5. 1:35 “China Clipper” U.S. Medium Tank M4 Composite Sherman Asuka Model Catalogue # 35-034 The M4 Sherman, officially Medium Tank, M4, was the most widely used medium tank by the United States and Western Allies in World War II. The M4 Sherman proved to be reliable, relatively cheap to produce, and available in great numbers. Thousands were distributed through the Lend-Lease program to the British Commonwealth and Soviet Union. The tank was named by the British for the American Civil War general William Tecumseh Sherman. The M4 Sherman evolved from the M3 Medium Tank which had its main armament in a side sponson mount. The M4 retained much of the previous mechanical design but put the main 75 mm gun in a fully traversing turret. One feature, a one-axis gyrostabilizer, was not precise enough to allow firing when moving but did help keep the reticule on target, so that when the tank did stop to fire, the gun would be aimed in roughly the right direction. The designers stressed mechanical reliability, ease of production and maintenance, durability, standardization of parts and ammunition in a limited number of variants, and moderate size and weight. These factors, combined with the Sherman's then-superior armour and armament, outclassed German light and medium tanks fielded in 1939–42. The M4 went on to be produced in large numbers. It spearheaded many offensives by the Western Allies after 1942. https://www.youtube.com/watch?v=CcVR61Xg8SM The relative ease of production allowed large numbers of the M4 to be manufactured, and significant investment in tank recovery and repair units allowed disabled vehicles to be repaired and returned to service quickly. These factors combined to give the Allies numerical superiority in most battles, and many infantry divisions were provided with M4s and tank destroyers. After World War II, the Sherman, particularly the many improved and upgraded versions, continued to see combat service in many conflicts around the world, including the UN forces in the Korean War, with Israel in the Arab–Israeli Wars, briefly with South Vietnam in the Vietnam War, and on both sides of the Indo-Pakistani War of 1965. Paraguay retired three Shermans from the Regimiento Escolta Presidencial (REP, Presidential Escort Regiment) in 2018, which marked the end of service of the final Sherman tanks in use anywhere in the world. Extract courtesy of Wikipedia China Clipper The kit Asuka Model (formerly Tasca) are probably the undisputed kings when it comes to the M4 Sherman. In fact, this particular 2016 kit has almost SIXTY re-pops to date, from six different companies. There’s little doubt that the kit, in its many incarnations is quite a gem, and this particular release is that of a Sherman Composite with a welded rear hull. China Clipper served with the 68th Tank Battalion, 6th Armoured Division and this specific machine has been recreated down to the stowage that is seen to adorn it in some photos of her. Asuka Model has provided this as a set of resin pieces that I’ll look at later. I can’t comment on kit accuracy, but many dozens of reviews of the sprues in various releases tend to lean towards this being possibly the best range of Sherman kits on the market. This release is packaged into a surprisingly shallow but very full box of styrene, with an overhead view of China Clipper on the lid, providing a great reference for the aforementioned stowage parts that are included. Lifting the tight lid reviews 19 sprues of dark green styrene which are generally packed into separate, stapled clear sleeves, except for where multiples of the same exist, and these are packed together. Two clear sprues are also provided as are four lengths of vinyl track, set of flexible polycaps, a piece of black rubber material, one fret of PE, a single decal sheet, bag of Value Gear Detailsresin parts and two sets of instructions. One thing that is obvious from this release is that Asuka Model/Tasca possibly had no idea about how many different variants of the Sherman would be released, as some sprues, whilst different, have the same nomenclature. It’s quite normal to see every letter of the alphabet used on different sprues over different releases, with no real conflict between the various kits (with exceptions to the rule). The instructions do explain about the inclusion of two Sprue J in the box, and to check that you indeed do use the correct parts from each. I think the overlap here is very small and those parts with the same number are actually entirely different, so you shouldn’t encounter any issues. I’m fairly new to armour and was surprised in the first instance to see vinyl tracks in this release as I’m led to believe that these are the things which most incense armour modellers. I do admit to seeing them recently in a 1/16 Takom kit but thought that it was more common for separate track links, the likes that we are now seeing in Rye Field Models and Takom 1/35 releases. Nonetheless, the moulding of these is excellent with sharp details. Each side is split into two pieces (for some reason) and they appear to assemble easily with CA. Instructions suggest priming them with Tamiya primer. Be careful what you do use in case it attacks this more fragile material. Five of the sprues are given over the drive and idler wheels, roadwheels and the three bogie units on each side of the hull. You will need to mix and match the polycaps with these during construction as these will grip the wheels to the bogies when fitted. As the tracks need to be made to sag slightly, I’m pretty sure the polycaps aren’t there so the wheels can rotate. Being able to rotate them before fitting the tracks will make painting easier though. To set the suspension height of the individual bogies, some rubber material is provided which you can use to custom load-out the individual units and set the height of these. This is all full explained in the manual, You will notice that the typical bathtub style lower hull isn’t present in this kit. This section is built up from a number of plates and an internal former. Two slightly different forward differential covers are supplied in this kit, on Sprue J, and you will need to identify the one you need from construction Stage 7. I absolutely love the depiction of the upper hull with its rough forward casting which looks entirely organic and non-contrived. Of course, the rear hull is welded plate, as are the forward mudguard section. Weld seam detail is also very fine. I’m no aficionado as to which angle of arc this is supposed to be, that seems to be so important to some factions of this hobby, but as someone who can weld themselves, I think the depiction looks excellent. The rear engine deck is a separate entity, and the two forward crew hatches are also separate parts and can be posed open, despite there being no interior to the kit. Realistic textures also stretch to the cast effect of the turret, although they aren’t as pronounced here. I don’t know whether that’s through design or omission. No internal details are supplied here, and the lower ring is a separate part on the same sprue. The gun and mantlet of course designed to be able to elevate and the barrel is a two-part affair that you may consider replacing with a metal, rifled alternative. Inside the turret, there is no gun detail, as befitting a model with no interior included. MG detail for the mantlet is excellent, as is the cupola-mounted gun, but you may also choose to replace this with a brass version for more authenticity. I note that a section of rigid styrene ammunition is included for the MGs. To be able to use this, you’ll probably need to dip this in just-boiled water for a minute or so to be able to properly manipulate it. The commanders/cupola hatch can also be displayed in an open position, but as with the other posable hatches, you’d be best sticking a figure in there to disguise the murky, dark and empty interior. Clear parts are included for the periscope and the clarity is excellent. A single PE fret is included that contains parts for engine grilles, Grouser boxes, air cleaners, etc. Quality is excellent, and the removal tags are small enough so as not to cause any difficulty in removing and preparing the parts. As this model focuses on China Clipper, you won’t be too surprised to know that this is the only decal scheme in the box. After all, that’s what you bought this for, right? I imagine that the decals will be printed locally, and they are simple in execution, all being white markings for this one machine. Printing is sharp and thin, with minimal carrier film. Of course, registration is irrelevant here. I do admit that when it comes to instruction manuals, I would prefer a regular book-format production that sits easy on the workbench, but this is one of those multi-folded, panoramic things that tend to get one confused when you dart between various sequences…very much like the Bandai instructions on some of their kits. Whilst there’s a lot of Japanese on this paper, this is also translated into a very reasonable level of English that is easy to understand. Illustrations are in line drawing format, but the instructions themselves look a little cluttered. Tamiya paint references are supplied throughout the assembly sequences, with a simple extra default options that states using Olive Drab where a paint reference isn’t supplied. Extras Of course, this is China Clipper, and the resin extras are also what help to push this kit. These consist of some superbly cast parts, including tent and tarp rolls, deck stowage 75mm crates, packs and helmets, wooden storage boxes and a stowage board. With the exception of the latter that is cast in brown resin, the rest of cast from light grey resin and look superb. Details are sharp and the mastering of these is first rate, and clean-up minimal before use. Adding these to your model will certainly create a visually interesting and authentic-looking miniature of China Clipper. A separate sheet of instructions is included with a full side printed in English. Conclusion Being an aircraft guy, this is the first time I’ve seen an Asuka Model kit, and it’s been an education in reading through the reviews of the Sherman series on various reputable websites. Apart from the specifics that pertain to this specific release, there’s not really too much more can be said with regards to accuracy except to state that these kits are respected for exactly that. For your money, you get a box that’s crammed with plastic, and with plenty for your spares box, plus the added resin parts to boot. This is a fantastic release of this specific machine and should look superb when finished, even with the vinyl tracks supplied. I look forward to building this as the darker months approach later this year. Highly recommended. My sincere thanks to Asuka Model for the review sample seen here.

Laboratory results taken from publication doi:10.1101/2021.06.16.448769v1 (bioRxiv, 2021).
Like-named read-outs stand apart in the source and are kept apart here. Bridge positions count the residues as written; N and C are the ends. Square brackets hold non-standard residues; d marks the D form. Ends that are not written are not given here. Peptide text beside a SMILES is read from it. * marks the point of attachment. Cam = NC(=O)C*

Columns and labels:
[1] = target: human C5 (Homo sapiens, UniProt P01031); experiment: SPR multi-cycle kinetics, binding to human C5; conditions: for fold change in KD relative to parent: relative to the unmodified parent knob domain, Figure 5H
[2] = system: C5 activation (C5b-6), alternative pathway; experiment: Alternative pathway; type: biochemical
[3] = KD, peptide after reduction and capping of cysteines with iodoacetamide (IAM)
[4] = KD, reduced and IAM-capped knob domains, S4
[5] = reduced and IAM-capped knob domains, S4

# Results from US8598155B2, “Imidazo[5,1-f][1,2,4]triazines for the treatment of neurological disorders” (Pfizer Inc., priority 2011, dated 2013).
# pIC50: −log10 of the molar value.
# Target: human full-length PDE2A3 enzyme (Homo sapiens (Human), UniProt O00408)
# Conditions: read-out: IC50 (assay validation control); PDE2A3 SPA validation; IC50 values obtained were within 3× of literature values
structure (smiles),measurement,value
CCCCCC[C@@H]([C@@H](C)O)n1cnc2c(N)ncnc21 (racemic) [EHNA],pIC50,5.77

6. 1/48 Wellington Mk.X (He727 NA-K)